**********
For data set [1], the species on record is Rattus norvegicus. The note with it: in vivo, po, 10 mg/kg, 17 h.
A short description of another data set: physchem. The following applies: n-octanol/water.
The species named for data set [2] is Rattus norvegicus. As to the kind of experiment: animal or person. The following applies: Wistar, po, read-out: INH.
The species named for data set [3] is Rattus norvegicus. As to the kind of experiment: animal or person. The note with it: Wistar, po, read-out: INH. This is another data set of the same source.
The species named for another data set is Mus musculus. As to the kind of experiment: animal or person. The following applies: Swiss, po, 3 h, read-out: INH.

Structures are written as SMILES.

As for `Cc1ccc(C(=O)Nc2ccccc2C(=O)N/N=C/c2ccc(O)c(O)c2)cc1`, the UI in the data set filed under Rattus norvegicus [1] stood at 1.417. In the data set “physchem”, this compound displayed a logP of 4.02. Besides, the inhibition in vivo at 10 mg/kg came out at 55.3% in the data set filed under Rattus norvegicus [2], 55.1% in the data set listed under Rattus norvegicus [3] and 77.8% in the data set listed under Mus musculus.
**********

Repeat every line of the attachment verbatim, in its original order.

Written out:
For data set [1], the species on record is Rattus norvegicus. The note with it: in vivo, po, 10 mg/kg, 17 h.
A short description of another data set: physchem. The following applies: n-octanol/water.
The species named for data set [2] is Rattus norvegicus. As to the kind of experiment: animal or person. The following applies: Wistar, po, read-out: INH.
The species named for data set [3] is Rattus norvegicus. As to the kind of experiment: animal or person. The note with it: Wistar, po, read-out: INH. This is another data set of the same source.
The species named for another data set is Mus musculus. As to the kind of experiment: animal or person. The following applies: Swiss, po, 3 h, read-out: INH.

Structures are written as SMILES.

As for `Cc1ccc(C(=O)Nc2ccccc2C(=O)N/N=C/c2ccc(O)c(O)c2)cc1`, the UI in the data set filed under Rattus norvegicus [1] stood at 1.417. In the data set “physchem”, this compound displayed a logP of 4.02. Besides, the inhibition in vivo at 10 mg/kg came out at 55.3% in the data set filed under Rattus norvegicus [2], 55.1% in the data set listed under Rattus norvegicus [3] and 77.8% in the data set listed under Mus musculus.